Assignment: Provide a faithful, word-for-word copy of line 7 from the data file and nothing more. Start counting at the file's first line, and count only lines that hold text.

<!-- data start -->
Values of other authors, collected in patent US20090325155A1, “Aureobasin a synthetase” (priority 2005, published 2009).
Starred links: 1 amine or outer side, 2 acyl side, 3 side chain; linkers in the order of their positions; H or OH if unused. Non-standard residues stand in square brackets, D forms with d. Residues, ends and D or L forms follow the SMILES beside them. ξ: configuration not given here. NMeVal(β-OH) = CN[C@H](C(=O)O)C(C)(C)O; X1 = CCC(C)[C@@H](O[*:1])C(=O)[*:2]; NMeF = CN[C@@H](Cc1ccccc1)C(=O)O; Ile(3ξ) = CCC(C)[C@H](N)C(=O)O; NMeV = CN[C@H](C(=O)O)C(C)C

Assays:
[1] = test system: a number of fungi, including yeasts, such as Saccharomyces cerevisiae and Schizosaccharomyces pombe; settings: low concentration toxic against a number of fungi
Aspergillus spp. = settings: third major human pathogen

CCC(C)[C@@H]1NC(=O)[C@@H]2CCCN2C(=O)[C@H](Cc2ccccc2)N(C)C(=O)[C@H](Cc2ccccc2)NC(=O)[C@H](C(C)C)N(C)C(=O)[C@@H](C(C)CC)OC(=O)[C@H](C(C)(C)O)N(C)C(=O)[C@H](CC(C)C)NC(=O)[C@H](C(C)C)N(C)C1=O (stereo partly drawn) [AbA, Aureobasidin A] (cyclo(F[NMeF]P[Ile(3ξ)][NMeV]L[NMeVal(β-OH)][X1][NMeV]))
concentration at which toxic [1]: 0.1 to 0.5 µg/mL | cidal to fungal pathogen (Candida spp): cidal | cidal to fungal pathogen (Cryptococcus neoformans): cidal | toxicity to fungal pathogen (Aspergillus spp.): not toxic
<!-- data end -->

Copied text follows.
concentration at which toxic [1]: 0.1 to 0.5 µg/mL | cidal to fungal pathogen (Candida spp): cidal | cidal to fungal pathogen (Cryptococcus neoformans): cidal | toxicity to fungal pathogen (Aspergillus spp.): not toxic